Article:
Wherever animals in the world of man are concerned, more often than not the People for the Ethical Treatment of Animals (PETA) would have something to say. They’ve been a thorn on the side of the entertainment industry for decades, calling for the complete phase-out of any animals appearing in films and television programming, whether they were wild creatures that simply wandered in front of a camera or worse, performing animals that are made to act prominently on scenes at the behest of trainers and such. The latest feature-length production to meet their militant might is the Amblin Entertainment movieA Dog’s Life”, through the release of film footage alleging that some animal abuse went on in the set during filming.

Pushing a reluctant animal actor

The film, based on a 2010 novel by humorist W. Bruce Cameron, chronicles the life of a dog (voiced by Josh Gad) who goes through several lives and several cycles of reincarnation as different dog breeds, all in a search for what his true purpose as a dog in the world is. While originally eagerly anticipated, a snippet of video that found its way online cast some doubt on the humane treatment of the dog performers used for the film. The footage shows a German shepherd dog named Hercules, poised at the edge of a wooden platform and being coaxed to jump into the pool below, of which the waters have been briskly stirred to turbulence. Close inspection shows Hercules hesitating to follow the script and his trainer’s command to jump into the pool, to the point that the animal was forced into the brisk waters to submerge.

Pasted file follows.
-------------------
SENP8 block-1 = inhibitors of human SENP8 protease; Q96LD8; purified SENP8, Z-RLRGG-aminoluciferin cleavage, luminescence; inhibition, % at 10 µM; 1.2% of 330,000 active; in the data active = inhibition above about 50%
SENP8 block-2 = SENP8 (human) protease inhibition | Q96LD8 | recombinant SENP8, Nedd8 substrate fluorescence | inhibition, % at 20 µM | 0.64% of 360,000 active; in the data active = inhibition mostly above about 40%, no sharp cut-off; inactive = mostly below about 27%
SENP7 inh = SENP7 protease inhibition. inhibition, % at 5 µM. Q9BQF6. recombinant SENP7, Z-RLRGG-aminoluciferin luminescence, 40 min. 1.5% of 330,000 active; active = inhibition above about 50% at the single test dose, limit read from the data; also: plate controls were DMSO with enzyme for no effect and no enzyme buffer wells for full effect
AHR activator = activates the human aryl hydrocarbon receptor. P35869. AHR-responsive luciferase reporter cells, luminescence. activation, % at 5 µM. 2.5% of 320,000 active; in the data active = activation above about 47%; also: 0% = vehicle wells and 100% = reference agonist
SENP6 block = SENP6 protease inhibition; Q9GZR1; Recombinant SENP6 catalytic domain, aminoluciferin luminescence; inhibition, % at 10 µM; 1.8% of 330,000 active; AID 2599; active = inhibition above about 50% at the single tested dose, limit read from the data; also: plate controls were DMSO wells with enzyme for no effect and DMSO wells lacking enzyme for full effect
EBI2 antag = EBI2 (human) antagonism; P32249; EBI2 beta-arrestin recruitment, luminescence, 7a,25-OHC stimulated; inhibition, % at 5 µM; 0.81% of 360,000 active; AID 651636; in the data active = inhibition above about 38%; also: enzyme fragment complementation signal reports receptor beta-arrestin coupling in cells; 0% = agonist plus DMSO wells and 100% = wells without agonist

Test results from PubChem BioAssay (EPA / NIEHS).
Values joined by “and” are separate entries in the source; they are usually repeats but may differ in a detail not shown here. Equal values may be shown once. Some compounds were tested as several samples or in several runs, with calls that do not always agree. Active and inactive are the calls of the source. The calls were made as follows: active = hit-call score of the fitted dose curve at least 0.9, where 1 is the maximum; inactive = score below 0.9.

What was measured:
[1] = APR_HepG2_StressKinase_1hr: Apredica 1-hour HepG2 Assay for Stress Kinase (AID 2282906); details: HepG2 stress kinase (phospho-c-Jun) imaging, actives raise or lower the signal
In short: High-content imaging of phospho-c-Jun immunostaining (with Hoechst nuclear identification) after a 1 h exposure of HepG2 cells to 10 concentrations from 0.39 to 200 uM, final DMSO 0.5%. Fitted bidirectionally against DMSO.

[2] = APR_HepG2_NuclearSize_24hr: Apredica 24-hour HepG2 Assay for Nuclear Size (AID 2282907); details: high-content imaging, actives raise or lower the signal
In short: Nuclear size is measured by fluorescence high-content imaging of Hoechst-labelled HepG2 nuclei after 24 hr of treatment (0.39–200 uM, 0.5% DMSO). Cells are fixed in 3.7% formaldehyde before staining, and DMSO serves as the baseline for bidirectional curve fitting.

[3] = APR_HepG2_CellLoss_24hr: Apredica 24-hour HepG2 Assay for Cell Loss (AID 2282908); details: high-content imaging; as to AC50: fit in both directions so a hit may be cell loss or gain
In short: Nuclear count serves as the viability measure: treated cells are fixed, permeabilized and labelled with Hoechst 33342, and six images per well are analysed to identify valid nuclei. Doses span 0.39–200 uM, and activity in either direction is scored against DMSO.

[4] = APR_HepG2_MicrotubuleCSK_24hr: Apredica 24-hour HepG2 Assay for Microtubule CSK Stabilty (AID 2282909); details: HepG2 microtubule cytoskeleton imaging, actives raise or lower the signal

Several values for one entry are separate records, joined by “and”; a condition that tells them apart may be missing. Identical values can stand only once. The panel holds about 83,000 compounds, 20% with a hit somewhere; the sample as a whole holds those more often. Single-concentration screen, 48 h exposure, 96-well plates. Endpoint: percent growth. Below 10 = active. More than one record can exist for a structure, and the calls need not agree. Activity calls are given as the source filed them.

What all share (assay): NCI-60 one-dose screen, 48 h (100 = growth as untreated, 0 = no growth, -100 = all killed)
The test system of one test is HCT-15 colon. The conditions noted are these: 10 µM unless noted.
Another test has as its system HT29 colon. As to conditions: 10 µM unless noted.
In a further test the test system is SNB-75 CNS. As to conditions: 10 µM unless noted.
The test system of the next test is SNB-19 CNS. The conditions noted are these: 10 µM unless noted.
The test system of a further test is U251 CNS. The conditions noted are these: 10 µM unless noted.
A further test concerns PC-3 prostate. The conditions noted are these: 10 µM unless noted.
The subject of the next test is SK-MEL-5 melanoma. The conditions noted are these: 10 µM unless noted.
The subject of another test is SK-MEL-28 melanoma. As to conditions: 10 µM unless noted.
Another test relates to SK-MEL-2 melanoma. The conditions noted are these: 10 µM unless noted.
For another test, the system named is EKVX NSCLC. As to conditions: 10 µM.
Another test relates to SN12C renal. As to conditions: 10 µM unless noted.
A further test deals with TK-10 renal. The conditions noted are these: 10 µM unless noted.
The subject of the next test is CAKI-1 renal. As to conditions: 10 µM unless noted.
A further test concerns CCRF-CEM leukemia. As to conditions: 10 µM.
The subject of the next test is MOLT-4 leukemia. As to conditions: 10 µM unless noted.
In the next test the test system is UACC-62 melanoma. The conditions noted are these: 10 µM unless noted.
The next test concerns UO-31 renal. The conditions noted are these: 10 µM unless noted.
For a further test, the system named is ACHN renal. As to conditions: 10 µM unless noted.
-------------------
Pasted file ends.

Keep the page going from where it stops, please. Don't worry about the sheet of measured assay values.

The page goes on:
With pressure from actor Gad himself, Amblin sought to undertake an investigation, but now PETA has caught wind of the hubbub and raised the expected furor.

Movie boycott

As soon as word of the leaked footage came out, the American Humane Association called into account their representative assigned to oversee the filming with the performing dogs, and issued a suspension while they get to the bottom of things.

But PETA went one better and began calls for a public boycott of “A Dog’s Purpose, leading Amblin Entertainment and distributor Universal Pictures on Thursday January 19 to cancel plans for an advance premiere night and press day supposed to be scheduled for Monday January 23, citing the production company’s ongoing investigation on the video’s veracity.

This move was welcomed by PETA senior vice president Lisa Lange but has also been used as another springboard to push for the permanent banning of animals in movies, as in Lang’s words Hollywood is no place for them. Barring a complete pullout, "A Dog's Purpose" opens in cinemas January 27.